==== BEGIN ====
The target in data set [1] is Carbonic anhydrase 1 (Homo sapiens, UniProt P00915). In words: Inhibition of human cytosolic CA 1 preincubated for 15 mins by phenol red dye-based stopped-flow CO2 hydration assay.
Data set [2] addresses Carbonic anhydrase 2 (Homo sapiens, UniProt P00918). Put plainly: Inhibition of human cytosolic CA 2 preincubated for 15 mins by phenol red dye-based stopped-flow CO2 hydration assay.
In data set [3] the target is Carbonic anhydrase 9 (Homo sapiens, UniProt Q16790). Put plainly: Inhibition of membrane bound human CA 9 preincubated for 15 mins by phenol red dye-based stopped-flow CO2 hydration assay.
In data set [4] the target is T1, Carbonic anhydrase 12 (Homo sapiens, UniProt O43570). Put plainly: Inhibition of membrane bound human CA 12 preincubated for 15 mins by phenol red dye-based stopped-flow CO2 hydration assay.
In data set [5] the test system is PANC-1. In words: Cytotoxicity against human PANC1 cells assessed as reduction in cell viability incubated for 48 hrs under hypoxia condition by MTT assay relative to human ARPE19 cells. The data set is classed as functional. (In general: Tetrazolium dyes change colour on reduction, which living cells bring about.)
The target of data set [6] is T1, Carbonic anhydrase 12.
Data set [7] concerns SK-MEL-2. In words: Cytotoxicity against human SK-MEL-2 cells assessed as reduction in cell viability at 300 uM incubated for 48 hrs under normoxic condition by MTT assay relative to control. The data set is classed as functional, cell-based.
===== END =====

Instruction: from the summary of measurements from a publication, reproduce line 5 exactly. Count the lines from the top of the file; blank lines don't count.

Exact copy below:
In data set [5] the test system is PANC-1. In words: Cytotoxicity against human PANC1 cells assessed as reduction in cell viability incubated for 48 hrs under hypoxia condition by MTT assay relative to human ARPE19 cells. The data set is classed as functional. (In general: Tetrazolium dyes change colour on reduction, which living cells bring about.)